(UNINTELLIGIBLE) used undies.  Well they are supposed to check to make sure they have never been worn, but that doesn‘t always happen.  Now New York City council members proposed a law to find retailers who sell used skibbies.  As “The New York Sun” reported, it‘s illegal in New York to sell hats that have been returned, but not thongs.

This comes on the heels of an WCBS expose that claimed to have found that well known department stores like Macy‘s, Victoria‘s Secret and Sachs were selling preowned panties, boxers, and briefs.  I mean it‘s not the most important bill to be considered, but I must admit I‘d feel more comfortable knowing that my underwear was well, just mine.  

I‘ve had my say, now it‘s time for “Your Rebuttal”.  The family of Michael Jackson‘s accuser filing a claim this week seeking unspecified damages from the Los Angeles Department of Children and Family Services against them for allegedly violating the family‘s privacy.  Some of you think this proves the accuser‘s family is looking for a payout.

Wanda Thompson in New York City, “The Jackson defense said in the very beginning that this case was about money.  Now that Larry Feldman has filed a claim on behalf of the accusing family, I guess the defense was right.”

Gisselle writes, “The family‘s true motives are finally showing little by little.  The leak of the L.A. DCFS unfounded memo occurred a long time ago.  Why didn‘t she sue back then when it first came out?”

But Sofia Hollum of Santa Maria, California objects.  “I object to the insinuations of ulterior motives in the alleged victim‘s claim filed against L.A. DCFS.  I can assure you that if this had been my child I would be just as outraged by the leaking of this memo and would take the same action.”

My “Closing Argument” last night, that it is unacceptable for the 9/11 commission to divide their final report into a majority and minority.  I said for the sake of this country they need to go back and reach a unanimous decision.  That I am concerned that people are just going to say it‘s politics and they are going to become irrelevant.  It requires compromise.  

From the University of Maryland, Justin Friedman.  “I wholeheartedly agreed with your “Closing Argument” tonight. By turning out anything less than a unanimous report, the 9-11 commission risks being written off as irrelevant. How are the FBI and CIA to be reformed if this panel of authorities can‘t even agree on what changes need to be made?”

Ralph Lowe from Henderson, Arkansas.  “Dan, you‘re absolutely correct sir.  Send them back into a room and don‘t let them come out until they have full agreement.  It would be an outrage to do otherwise.”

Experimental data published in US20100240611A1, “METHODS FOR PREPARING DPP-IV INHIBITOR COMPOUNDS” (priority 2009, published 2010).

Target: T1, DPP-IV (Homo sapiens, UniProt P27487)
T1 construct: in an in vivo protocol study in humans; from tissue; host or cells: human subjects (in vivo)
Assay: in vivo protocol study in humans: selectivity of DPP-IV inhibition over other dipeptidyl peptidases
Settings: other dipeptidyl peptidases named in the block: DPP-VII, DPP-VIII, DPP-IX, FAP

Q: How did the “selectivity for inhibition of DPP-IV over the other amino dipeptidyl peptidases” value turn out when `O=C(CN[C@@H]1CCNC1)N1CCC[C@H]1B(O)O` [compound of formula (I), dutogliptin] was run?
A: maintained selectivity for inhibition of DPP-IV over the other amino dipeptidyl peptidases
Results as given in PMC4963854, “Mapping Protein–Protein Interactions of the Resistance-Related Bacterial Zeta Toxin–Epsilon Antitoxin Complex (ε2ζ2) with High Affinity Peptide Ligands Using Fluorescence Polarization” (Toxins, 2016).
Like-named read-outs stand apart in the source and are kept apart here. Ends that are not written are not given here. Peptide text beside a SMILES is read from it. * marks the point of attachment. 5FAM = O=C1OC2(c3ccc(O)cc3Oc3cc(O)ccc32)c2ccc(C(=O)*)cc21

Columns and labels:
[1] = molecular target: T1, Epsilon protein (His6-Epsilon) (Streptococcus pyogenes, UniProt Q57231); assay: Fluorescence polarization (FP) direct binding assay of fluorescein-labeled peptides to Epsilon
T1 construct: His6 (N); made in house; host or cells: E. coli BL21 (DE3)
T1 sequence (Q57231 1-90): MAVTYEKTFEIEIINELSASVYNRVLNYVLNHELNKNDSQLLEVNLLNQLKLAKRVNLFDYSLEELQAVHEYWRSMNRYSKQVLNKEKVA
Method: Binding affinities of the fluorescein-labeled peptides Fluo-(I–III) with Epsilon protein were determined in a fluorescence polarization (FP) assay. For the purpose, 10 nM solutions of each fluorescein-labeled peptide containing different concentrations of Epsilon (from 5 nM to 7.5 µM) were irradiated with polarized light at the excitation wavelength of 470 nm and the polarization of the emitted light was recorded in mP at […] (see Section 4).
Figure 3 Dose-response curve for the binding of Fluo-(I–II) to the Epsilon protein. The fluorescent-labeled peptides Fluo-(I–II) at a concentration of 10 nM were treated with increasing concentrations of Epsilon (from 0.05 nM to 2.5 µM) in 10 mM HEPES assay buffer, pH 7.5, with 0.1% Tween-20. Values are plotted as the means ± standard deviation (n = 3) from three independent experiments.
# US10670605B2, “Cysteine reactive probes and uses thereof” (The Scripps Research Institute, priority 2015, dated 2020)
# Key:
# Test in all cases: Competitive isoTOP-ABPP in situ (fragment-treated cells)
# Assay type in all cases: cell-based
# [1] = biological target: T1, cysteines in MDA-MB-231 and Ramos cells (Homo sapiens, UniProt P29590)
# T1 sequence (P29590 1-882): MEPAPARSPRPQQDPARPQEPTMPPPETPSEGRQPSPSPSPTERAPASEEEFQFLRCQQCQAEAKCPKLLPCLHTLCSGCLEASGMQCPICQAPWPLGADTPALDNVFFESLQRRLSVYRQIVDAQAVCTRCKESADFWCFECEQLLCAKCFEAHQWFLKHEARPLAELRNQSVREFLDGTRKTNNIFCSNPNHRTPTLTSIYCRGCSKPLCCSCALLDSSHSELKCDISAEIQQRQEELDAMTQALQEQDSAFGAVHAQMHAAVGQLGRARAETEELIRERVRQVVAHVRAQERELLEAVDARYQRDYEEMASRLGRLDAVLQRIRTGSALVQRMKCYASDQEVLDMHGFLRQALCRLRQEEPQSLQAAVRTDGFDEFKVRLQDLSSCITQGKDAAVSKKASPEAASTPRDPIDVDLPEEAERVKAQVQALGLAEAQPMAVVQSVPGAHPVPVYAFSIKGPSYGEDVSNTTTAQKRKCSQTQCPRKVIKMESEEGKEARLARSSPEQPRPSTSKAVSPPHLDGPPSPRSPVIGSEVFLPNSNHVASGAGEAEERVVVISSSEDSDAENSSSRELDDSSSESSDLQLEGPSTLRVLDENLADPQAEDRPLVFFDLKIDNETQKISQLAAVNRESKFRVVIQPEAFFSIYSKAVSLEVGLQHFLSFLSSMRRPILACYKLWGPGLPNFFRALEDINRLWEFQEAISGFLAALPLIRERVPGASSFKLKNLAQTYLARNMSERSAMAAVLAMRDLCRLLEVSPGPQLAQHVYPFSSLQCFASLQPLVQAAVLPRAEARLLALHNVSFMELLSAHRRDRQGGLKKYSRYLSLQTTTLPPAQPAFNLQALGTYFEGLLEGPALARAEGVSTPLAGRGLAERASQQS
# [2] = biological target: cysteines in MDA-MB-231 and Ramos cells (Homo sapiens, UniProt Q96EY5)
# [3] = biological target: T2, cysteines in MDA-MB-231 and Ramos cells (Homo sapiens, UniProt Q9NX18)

Finally, last night we reported jurors found Terry Nichols guilty on all 161 counts of murder for his role in the Oklahoma City bombing.  On this program I said he‘s already serving a life sentence after a federal court conviction in connection with the deaths of eight federal officials at the Murrah Building.

Tom McCoy in Reno, Nevada heard an earlier report.  I did and he writes, “As a former anchor I know that sometimes on the fly things are said that are not quite correct.  You stated that the reason that Nichols was being tried a second time was that the first conviction was for federal employees and the 161 were not federal employees.  Not true.  The earlier convictions were for federal officers.  Some of the federal employees that died were classmates or friends.”

Fair point Tom.  While I did say it accurately on this show, I think I did misspeak in an earlier report and the distinction is important.  I appreciate you writing in.

All right, you know we‘ve been doing this Kobe Bryant segment today, where we‘re sort of debating exactly what was in the report and what do we know.  Tomorrow on this program here‘s what we‘re going to do.  We‘re going to have on Michelle Hofland, the producer reporter who broke the story last night.  We‘re going to have Norm Early back.  We‘re going to have Jeralyn Merritt back.  All of them together will be able to sort out exactly what it is that we know and I‘ve got to tell you, we know more than Norm Early I think is ready to concede.  But I will let Michelle do the talking because this is her report.  I will let Norm respond and I will let you the viewers make the ultimate determination as to how significant it is.

Your e-mails, abramsreport—one word -- @msnbc.com.  We go through them at the end of the show.  Please include your name and where you‘re writing from. 

Up next, “HARDBALL” with Chris Matthews.  Chris talks about Iraq with former Senator Bob Dole and retired General Wesley Clark. 

Thanks for watching and I will see you tomorrow.

END